(Note: since this picture was taken, a significant amount of hair has migrated from the top of my head to under my chin.)
I have defended my dissertation as a PhD student in the CSE
department at University of Washington. Recently I have been working
with Emo Todorov in the Movement Control Laboratory on deep reinforcement learning for control of complex movements. I am also interested in deep representation learning in general.
You can email me
at [my first name] at cs.washington.edu.
- Igor Mordatch, Kendall Lowrey, Galen Andrew, Zoran Popović and Emanuel Todorov, Interactive Control of Diverse Complex Characters with Neural Networks, selected for oral presentation at NIPS, 2015.
- Galen Andrew and Jeff Bilmes, Backpropagation in Sequential Deep Neural Networks, presented as poster at NIPS Deep Learning Workshop, 2013.
- Galen Andrew, Raman Arora, Jeff Bilmes and Karen Livescu Deep Canonical Correlation Analysis, in International Conference on Machine Learning, 2013. Here you can download the source code for DCCA.
- Galen Andrew and Jeff Bilmes, Memory-efficient inference in dynamic graphical models using multiple cores, in AISTATS, 2012. (This animation may be helpful for understanding the algorithm.)
- Galen Andrew and Jeff Bilmes, Sequential Deep Belief Networks, International Conference on Acoustics, Speech and Signal Processing, 2012.
- Galen Andrew and Jianfeng Gao, Scalable Training of L1-Regularized Log-Linear Models, in International Conference on Machine Learning, 2007
- Jianfeng Gao, Galen Andrew, Mark Johnson, and Kristina Toutanova, A Comparative Study of Parameter Estimation Methods for Statistical Natural Language Processing, in Annual Meeting of the Association for Computational Linguistics (ACL), Association for Computational Linguistics, 2007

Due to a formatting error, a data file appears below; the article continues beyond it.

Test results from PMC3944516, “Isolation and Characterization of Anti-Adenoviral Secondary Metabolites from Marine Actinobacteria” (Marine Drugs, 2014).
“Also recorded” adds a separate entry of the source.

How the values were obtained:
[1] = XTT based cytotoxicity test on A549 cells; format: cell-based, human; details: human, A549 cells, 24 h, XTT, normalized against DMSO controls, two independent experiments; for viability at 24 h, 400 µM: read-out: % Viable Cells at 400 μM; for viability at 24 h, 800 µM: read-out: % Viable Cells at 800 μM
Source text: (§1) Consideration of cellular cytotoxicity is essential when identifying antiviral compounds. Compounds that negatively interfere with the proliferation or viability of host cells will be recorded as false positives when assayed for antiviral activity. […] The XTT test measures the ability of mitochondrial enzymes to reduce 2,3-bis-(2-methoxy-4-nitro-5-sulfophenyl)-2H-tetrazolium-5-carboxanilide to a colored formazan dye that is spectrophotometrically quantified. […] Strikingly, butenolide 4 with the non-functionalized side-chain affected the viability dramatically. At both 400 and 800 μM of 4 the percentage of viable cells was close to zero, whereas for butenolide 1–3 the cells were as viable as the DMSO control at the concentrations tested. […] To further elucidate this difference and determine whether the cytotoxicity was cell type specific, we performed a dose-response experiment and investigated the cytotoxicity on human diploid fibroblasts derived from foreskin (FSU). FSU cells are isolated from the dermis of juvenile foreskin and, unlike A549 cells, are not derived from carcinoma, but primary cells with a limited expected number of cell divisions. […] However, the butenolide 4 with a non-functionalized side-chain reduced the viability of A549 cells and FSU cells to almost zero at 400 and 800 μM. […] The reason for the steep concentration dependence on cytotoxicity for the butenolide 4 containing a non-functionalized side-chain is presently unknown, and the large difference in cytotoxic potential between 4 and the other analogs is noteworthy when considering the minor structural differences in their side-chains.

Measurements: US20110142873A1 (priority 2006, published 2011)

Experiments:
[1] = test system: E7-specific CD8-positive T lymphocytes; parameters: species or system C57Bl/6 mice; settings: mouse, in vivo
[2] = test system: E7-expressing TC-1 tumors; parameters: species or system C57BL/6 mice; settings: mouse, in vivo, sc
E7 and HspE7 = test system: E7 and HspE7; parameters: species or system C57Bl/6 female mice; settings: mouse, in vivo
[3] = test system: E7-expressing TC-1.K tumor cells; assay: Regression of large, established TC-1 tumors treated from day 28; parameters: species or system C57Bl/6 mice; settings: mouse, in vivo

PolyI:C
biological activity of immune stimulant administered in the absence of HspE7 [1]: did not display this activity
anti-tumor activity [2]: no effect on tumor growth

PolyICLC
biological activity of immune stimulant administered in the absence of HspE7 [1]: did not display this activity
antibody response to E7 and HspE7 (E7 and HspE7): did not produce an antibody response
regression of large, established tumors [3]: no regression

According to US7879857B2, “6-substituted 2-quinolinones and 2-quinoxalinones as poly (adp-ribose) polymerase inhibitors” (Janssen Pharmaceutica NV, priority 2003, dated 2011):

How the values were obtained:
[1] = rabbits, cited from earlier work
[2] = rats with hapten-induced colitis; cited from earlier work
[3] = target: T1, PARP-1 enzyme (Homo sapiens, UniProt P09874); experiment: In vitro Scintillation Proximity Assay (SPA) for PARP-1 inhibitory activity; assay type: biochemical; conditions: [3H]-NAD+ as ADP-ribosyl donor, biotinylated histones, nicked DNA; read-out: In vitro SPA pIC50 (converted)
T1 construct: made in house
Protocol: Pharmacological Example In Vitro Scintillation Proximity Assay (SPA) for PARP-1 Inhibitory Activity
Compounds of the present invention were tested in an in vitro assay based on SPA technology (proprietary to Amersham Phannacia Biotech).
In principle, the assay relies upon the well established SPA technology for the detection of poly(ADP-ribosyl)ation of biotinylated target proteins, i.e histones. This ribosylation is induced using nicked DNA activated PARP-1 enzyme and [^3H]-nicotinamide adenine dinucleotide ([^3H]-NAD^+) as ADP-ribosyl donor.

- Galen Andrew, A Hybrid Markov/Semi-Markov Conditional Random Field for Sequence Segmentation, in Conference on Empirical Methods in Natural Language Processing (EMNLP), Association for Computational Linguistics, 2006
- Roger Levy and Galen Andrew. Tregex and Tsurgeon: tools for querying and manipulating tree data structures. 5th International Conference on Language Resources and Evaluation (LREC 2006).
- Huihsin Tseng, Pichuan Chang, Galen Andrew, Daniel Jurafsky, and Christopher Manning, A Conditional Random Field Word Segmenter for Sighan Bakeoff 2005, in SIGHAN Workshop on Chinese Language Processing, Association for Computational Linguistics, 2005
- Galen Andrew, Trond Grenager, and Christopher Manning, Verb Sense and Subcategorization: Using Joint Inference to Improve Performance on Complementary Tasks, in Conference on Empirical Methods in Natural Language Procesing (EMNLP), Association for Computational Linguistics, 2004
- Kevin Leyton-Brown, Eugene Nudelman, Galen Andrew, Jim McFadden, and Yoav Shoham, A Portfolio Approach to Algorithm Selection, in International Joint Conference on Artificial Intelligence, 2003
- Kevin Leyton-Brown, Eugene Nudelman, Galen Andrew, Jim McFadden, and Yoav Shoham, Boosting as a Metaphor for Algorithm Design, in International Conference on Principles and Practice of Constraint Programming (CP), 2003. [The longer unpublished version can be found here.]
Source code, documentation and examples for DCCA
are here. The c++ code relies on Boost libraries and Intel MKL. You can
also download the acoustic and articulatory features we computed from
the Wisconsin X-ray Microbeam Database: first fold only (150MB)
or all folds (916MB)
Source code for the OWL-QN L1 regularization optimization algorithm
is available for download. You can define your own differentiable loss
to optimize with L1 regularization, or use the standalone trainer for
training L1-regularized least-squares or logistic regression models.
At Stanford, I wrote
Tregex, a utility for
matching patterns in syntax trees, similar to Tgrep-2. It contains
essentially the same functionality as Tgrep-2, plus several extremely
useful relations for natural language trees, for example "A is the
lexical head of B". Due to lack of indexing, it is somewhat slower than
Tgrep-2 when searching over large treebanks, but not prohibitively so.
It is available publicly (under the GNU GPL) from the Stanford NLP group website.